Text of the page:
Job shadowing serves to generate employees’ engagement and interest. Trainees get a chance to see their work from another perspective, which is perfect for those who are being considered for a promotion or a role change.
Lectures are often dreaded and ridiculed, but they are the most commonly used training techniques. Yes, there is often a lack of interaction, but with the right speaker and simple lectures, this can lead to optimal learning.
7. Mentoring and Apprenticeship
When companies plan to groom people for promotion and growth, this is the best training method to use. Trainees can truly benefit from such a personalized learning structure, boost the mentor-trainee relationship, and facilitate their future career.
8. Programmed Instruction
Programmed instruction doesn’t work without self-discipline, so it is most effective in cases when some straying from the program isn’t detrimental to the company’s success. Even so, this is an effective and flexible practice.
This is the counterpart of the lecture training method—one that promotes practice on lifelike models. It’s often used in cases when employees need some practice after they see a lecture or a demonstration.
With role-playing, trainees can practice what they’ve learned in a personalized and simulated situation. They can still fail, but with good content and safe role-playing, there won’t be any serious consequences.
Simulation becomes more affordable every day. As such, it’s commonly used for training that is considered costly or dangerous if performed in a real environment. This is a safe way to practice what would otherwise be risky.
12. Stimulus-Based Training
Stimulus-based training is a bit unconventional, but it’s becoming more popular as time passes. It’s a widely applied method that might make trainees a bit uncomfortable but can also enable them to acquire thorough knowledge faster than the other methods of training described here.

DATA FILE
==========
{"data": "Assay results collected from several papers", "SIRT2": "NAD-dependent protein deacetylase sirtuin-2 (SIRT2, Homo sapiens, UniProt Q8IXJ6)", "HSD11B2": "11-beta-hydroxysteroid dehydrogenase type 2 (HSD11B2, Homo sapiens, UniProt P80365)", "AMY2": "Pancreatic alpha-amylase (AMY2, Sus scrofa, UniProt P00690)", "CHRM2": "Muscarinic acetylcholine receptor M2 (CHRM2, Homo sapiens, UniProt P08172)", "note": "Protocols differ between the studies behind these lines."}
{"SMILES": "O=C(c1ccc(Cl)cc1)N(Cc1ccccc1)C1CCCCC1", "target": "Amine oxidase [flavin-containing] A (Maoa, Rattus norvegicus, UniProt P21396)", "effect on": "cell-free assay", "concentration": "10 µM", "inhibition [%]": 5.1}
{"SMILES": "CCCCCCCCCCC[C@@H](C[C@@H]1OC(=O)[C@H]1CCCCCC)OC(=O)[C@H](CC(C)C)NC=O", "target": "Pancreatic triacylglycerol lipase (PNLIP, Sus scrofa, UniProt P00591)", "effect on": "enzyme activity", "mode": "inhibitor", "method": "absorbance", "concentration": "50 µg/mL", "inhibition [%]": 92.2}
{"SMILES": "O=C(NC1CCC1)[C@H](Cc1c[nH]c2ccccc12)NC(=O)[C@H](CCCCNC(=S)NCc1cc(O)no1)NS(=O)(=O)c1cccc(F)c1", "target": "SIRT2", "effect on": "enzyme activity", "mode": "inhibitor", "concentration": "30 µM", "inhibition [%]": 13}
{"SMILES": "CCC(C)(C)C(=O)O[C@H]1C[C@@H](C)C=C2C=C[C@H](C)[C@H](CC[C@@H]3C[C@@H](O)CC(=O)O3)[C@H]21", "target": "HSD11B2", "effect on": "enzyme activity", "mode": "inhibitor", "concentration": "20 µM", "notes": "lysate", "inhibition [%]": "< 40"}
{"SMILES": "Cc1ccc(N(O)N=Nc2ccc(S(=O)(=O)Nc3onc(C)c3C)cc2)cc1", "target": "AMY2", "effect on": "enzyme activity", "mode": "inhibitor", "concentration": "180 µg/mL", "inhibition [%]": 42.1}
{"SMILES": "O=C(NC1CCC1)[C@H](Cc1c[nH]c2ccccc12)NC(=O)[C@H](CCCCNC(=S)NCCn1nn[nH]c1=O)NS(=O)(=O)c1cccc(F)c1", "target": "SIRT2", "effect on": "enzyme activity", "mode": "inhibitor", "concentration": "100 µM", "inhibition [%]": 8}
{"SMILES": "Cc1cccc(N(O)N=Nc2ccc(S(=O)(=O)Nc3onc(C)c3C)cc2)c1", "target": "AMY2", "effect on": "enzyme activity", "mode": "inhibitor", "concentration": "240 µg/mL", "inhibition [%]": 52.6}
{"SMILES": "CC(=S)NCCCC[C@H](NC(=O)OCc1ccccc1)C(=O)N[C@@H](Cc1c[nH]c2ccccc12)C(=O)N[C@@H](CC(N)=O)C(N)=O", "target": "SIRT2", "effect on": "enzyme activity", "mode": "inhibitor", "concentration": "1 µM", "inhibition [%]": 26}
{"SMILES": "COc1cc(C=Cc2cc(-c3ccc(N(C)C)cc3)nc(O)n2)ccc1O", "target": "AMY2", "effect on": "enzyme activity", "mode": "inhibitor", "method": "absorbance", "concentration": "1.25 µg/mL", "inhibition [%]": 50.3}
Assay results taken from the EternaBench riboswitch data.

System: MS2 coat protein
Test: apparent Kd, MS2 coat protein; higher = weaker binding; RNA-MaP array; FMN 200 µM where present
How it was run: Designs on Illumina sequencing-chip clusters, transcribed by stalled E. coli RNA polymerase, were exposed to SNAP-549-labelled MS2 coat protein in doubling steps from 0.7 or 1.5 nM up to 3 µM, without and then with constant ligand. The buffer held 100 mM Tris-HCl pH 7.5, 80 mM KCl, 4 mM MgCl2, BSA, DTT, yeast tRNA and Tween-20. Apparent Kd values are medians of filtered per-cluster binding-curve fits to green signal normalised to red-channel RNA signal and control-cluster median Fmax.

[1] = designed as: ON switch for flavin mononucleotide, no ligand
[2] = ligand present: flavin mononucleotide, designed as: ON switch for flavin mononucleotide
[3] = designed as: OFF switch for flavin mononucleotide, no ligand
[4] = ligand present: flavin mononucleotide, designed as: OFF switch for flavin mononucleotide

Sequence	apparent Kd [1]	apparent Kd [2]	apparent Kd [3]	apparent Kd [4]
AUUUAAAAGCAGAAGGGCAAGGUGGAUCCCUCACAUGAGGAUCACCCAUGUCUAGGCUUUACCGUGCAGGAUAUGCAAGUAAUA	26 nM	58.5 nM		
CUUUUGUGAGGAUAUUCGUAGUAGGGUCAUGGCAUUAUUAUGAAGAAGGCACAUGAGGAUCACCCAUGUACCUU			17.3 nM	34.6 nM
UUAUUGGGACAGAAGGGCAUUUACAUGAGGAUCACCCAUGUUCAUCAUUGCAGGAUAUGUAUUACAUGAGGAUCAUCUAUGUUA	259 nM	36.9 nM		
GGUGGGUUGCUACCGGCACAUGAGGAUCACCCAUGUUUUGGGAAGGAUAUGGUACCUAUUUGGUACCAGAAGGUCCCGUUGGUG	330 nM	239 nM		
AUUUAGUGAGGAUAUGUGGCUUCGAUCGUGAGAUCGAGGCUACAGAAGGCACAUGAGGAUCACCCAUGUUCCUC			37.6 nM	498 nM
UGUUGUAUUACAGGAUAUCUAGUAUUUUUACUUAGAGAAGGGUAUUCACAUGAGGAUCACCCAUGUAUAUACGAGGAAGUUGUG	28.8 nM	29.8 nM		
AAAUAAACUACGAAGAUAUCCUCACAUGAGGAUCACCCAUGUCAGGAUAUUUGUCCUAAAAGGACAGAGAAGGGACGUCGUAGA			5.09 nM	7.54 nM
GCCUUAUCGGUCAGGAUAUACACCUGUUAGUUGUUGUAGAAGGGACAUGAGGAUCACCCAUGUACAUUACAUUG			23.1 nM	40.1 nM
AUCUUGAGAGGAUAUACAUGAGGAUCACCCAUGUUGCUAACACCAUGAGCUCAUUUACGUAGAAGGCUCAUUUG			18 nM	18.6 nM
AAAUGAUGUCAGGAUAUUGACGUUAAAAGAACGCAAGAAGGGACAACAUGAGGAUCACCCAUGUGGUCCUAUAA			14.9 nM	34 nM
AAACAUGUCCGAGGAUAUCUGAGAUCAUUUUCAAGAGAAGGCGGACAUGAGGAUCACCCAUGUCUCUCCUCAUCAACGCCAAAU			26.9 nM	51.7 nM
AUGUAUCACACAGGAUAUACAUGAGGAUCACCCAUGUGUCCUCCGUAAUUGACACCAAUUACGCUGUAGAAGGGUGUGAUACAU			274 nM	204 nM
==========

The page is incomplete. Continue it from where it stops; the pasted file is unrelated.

13. Team Training
Team training has a big and important goal: to connect a team. As such, it doesn’t focus on trainees as individuals like the previously discussed methods; rather, this method is used to connect team members and make them more engaged in their training and work.
The Bottom Line
According to the study, these types of training methods do not make a full list, but they are the general methods that might be divided into sub-categories. As such, each is worth exploring and considering when an organization or trainer wishes to properly prepare an individual or a team to work at the chosen position.
The study also discusses the situations and environments where each of the 13 methods would be effective. If the training isn’t performed as it should, it won’t be effective and might only create negative results. On the other hand, if everything goes as the research suggests, training can be the greatest tool for the success of an organization.
Jeremy Raynolds is a professional writer and a long-term expert at EduBirdie. His favorite topics to write on are professional development, motivation, and career. Raynolds holds a PhD in Psychology and a Master’s degree in Sociology. In his spare time, he enjoys blogging on different sites and sharing his useful advice.